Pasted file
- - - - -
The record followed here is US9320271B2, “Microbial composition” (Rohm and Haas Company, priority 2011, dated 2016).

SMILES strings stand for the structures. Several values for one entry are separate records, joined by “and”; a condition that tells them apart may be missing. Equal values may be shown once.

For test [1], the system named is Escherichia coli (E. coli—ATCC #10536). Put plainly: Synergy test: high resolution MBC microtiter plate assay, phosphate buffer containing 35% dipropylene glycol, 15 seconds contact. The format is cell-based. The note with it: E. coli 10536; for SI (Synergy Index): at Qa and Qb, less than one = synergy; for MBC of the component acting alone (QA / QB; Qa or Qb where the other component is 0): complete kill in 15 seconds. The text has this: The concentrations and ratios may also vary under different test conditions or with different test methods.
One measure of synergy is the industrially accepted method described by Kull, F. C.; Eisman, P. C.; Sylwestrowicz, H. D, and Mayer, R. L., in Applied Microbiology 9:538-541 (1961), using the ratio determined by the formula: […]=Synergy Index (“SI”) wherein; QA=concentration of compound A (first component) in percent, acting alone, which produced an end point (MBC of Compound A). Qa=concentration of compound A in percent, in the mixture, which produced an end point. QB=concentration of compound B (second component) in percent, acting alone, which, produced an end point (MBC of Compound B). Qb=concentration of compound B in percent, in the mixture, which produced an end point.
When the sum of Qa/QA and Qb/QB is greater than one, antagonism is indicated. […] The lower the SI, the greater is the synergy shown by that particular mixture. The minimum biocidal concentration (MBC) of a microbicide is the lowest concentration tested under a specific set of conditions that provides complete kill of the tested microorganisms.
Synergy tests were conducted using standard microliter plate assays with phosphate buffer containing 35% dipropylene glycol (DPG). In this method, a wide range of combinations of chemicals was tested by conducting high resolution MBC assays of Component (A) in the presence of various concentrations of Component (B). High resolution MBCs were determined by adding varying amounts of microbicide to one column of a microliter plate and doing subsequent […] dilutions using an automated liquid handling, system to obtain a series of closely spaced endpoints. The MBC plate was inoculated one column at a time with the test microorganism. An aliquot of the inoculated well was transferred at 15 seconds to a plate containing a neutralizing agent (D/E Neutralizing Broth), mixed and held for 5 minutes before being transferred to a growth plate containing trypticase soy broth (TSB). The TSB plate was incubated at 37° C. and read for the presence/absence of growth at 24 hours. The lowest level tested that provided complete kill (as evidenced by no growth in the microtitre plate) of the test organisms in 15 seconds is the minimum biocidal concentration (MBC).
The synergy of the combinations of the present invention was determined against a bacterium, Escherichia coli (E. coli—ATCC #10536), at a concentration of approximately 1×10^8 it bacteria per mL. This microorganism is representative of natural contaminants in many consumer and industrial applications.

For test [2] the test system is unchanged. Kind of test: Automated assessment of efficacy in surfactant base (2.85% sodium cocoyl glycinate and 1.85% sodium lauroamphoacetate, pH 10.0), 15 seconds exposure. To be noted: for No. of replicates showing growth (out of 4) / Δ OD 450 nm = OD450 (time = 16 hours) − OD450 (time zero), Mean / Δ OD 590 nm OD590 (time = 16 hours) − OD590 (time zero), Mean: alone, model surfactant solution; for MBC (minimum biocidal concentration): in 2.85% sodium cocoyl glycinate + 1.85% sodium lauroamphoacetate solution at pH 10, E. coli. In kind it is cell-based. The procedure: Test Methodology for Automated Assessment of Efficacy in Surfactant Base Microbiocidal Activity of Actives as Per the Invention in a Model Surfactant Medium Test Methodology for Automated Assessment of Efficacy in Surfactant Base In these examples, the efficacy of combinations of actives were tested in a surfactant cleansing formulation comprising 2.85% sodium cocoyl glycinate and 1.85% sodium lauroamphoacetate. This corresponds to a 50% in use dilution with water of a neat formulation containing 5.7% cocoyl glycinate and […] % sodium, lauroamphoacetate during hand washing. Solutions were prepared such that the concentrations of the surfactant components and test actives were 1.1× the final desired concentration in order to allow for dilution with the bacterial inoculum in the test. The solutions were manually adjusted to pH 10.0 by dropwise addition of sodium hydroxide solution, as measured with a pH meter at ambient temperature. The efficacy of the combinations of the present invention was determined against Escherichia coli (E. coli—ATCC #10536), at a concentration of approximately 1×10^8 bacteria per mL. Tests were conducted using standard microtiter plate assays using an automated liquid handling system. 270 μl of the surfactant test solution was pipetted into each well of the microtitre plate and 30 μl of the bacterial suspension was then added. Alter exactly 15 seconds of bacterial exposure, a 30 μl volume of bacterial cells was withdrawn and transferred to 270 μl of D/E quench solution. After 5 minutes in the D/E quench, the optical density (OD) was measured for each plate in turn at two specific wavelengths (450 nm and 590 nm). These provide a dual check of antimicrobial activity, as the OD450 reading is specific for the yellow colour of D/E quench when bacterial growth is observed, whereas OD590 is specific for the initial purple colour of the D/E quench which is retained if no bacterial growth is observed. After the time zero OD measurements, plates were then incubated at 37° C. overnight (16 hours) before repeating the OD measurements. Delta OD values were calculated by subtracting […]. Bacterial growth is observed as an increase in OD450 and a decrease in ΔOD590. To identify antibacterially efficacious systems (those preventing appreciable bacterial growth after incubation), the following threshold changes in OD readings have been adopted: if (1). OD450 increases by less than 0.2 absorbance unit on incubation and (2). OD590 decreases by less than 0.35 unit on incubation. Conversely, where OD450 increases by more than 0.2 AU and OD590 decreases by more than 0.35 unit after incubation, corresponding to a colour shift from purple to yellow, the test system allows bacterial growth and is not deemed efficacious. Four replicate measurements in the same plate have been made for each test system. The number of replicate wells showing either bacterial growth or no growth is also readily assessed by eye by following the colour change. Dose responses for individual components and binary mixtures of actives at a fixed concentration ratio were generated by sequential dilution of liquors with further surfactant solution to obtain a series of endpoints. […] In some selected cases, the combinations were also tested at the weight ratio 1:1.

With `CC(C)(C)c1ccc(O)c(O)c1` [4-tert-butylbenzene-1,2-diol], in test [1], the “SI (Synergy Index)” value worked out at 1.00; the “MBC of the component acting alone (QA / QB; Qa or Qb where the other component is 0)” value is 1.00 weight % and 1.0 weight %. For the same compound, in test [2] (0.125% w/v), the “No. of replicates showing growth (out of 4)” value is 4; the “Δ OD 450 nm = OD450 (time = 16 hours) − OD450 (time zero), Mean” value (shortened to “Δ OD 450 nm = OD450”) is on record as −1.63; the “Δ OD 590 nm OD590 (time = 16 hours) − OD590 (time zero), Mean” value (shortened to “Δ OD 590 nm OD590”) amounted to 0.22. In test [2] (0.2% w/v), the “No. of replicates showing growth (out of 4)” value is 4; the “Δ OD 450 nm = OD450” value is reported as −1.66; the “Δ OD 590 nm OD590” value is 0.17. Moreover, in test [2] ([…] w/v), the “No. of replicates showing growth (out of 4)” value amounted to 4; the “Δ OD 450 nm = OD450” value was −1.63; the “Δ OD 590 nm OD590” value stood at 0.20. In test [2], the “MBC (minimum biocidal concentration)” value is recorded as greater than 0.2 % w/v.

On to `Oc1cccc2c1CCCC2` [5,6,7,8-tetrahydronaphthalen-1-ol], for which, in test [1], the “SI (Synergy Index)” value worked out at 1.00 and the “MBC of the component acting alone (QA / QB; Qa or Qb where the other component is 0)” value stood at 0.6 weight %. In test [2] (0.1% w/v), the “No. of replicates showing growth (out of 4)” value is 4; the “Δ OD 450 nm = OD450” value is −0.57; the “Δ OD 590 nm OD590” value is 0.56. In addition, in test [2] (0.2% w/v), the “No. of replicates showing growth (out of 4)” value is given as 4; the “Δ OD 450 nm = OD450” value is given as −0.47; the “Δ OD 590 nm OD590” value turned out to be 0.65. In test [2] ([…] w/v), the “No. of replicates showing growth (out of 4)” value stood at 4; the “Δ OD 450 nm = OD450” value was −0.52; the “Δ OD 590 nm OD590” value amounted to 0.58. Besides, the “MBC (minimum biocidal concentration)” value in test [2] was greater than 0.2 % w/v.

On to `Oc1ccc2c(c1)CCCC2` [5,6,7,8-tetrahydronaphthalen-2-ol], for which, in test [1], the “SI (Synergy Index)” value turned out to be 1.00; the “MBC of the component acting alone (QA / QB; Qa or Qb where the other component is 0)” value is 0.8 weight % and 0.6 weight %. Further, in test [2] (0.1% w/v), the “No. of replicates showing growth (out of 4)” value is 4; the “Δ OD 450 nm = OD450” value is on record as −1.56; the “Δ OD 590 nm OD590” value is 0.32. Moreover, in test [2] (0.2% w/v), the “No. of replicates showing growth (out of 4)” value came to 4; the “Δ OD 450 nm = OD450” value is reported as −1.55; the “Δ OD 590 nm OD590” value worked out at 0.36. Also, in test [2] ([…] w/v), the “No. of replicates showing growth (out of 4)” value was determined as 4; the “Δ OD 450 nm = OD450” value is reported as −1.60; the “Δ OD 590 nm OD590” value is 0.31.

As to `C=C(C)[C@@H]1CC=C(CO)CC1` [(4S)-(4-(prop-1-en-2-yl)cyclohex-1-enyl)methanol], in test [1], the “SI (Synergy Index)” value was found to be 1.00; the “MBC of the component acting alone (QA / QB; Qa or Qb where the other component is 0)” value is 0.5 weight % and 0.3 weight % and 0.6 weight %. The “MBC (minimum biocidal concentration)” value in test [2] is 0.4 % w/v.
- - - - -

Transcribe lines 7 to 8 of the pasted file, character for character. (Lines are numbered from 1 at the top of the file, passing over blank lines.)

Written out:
The synergy of the combinations of the present invention was determined against a bacterium, Escherichia coli (E. coli—ATCC #10536), at a concentration of approximately 1×10^8 it bacteria per mL. This microorganism is representative of natural contaminants in many consumer and industrial applications.

For test [2] the test system is unchanged. Kind of test: Automated assessment of efficacy in surfactant base (2.85% sodium cocoyl glycinate and 1.85% sodium lauroamphoacetate, pH 10.0), 15 seconds exposure. To be noted: for No. of replicates showing growth (out of 4) / Δ OD 450 nm = OD450 (time = 16 hours) − OD450 (time zero), Mean / Δ OD 590 nm OD590 (time = 16 hours) − OD590 (time zero), Mean: alone, model surfactant solution; for MBC (minimum biocidal concentration): in 2.85% sodium cocoyl glycinate + 1.85% sodium lauroamphoacetate solution at pH 10, E. coli. In kind it is cell-based. The procedure: Test Methodology for Automated Assessment of Efficacy in Surfactant Base Microbiocidal Activity of Actives as Per the Invention in a Model Surfactant Medium Test Methodology for Automated Assessment of Efficacy in Surfactant Base In these examples, the efficacy of combinations of actives were tested in a surfactant cleansing formulation comprising 2.85% sodium cocoyl glycinate and 1.85% sodium lauroamphoacetate. This corresponds to a 50% in use dilution with water of a neat formulation containing 5.7% cocoyl glycinate and […] % sodium, lauroamphoacetate during hand washing. Solutions were prepared such that the concentrations of the surfactant components and test actives were 1.1× the final desired concentration in order to allow for dilution with the bacterial inoculum in the test. The solutions were manually adjusted to pH 10.0 by dropwise addition of sodium hydroxide solution, as measured with a pH meter at ambient temperature. The efficacy of the combinations of the present invention was determined against Escherichia coli (E. coli—ATCC #10536), at a concentration of approximately 1×10^8 bacteria per mL. Tests were conducted using standard microtiter plate assays using an automated liquid handling system. 270 μl of the surfactant test solution was pipetted into each well of the microtitre plate and 30 μl of the bacterial suspension was then added. Alter exactly 15 seconds of bacterial exposure, a 30 μl volume of bacterial cells was withdrawn and transferred to 270 μl of D/E quench solution. After 5 minutes in the D/E quench, the optical density (OD) was measured for each plate in turn at two specific wavelengths (450 nm and 590 nm). These provide a dual check of antimicrobial activity, as the OD450 reading is specific for the yellow colour of D/E quench when bacterial growth is observed, whereas OD590 is specific for the initial purple colour of the D/E quench which is retained if no bacterial growth is observed. After the time zero OD measurements, plates were then incubated at 37° C. overnight (16 hours) before repeating the OD measurements. Delta OD values were calculated by subtracting […]. Bacterial growth is observed as an increase in OD450 and a decrease in ΔOD590. To identify antibacterially efficacious systems (those preventing appreciable bacterial growth after incubation), the following threshold changes in OD readings have been adopted: if (1). OD450 increases by less than 0.2 absorbance unit on incubation and (2). OD590 decreases by less than 0.35 unit on incubation. Conversely, where OD450 increases by more than 0.2 AU and OD590 decreases by more than 0.35 unit after incubation, corresponding to a colour shift from purple to yellow, the test system allows bacterial growth and is not deemed efficacious. Four replicate measurements in the same plate have been made for each test system. The number of replicate wells showing either bacterial growth or no growth is also readily assessed by eye by following the colour change. Dose responses for individual components and binary mixtures of actives at a fixed concentration ratio were generated by sequential dilution of liquors with further surfactant solution to obtain a series of endpoints. […] In some selected cases, the combinations were also tested at the weight ratio 1:1.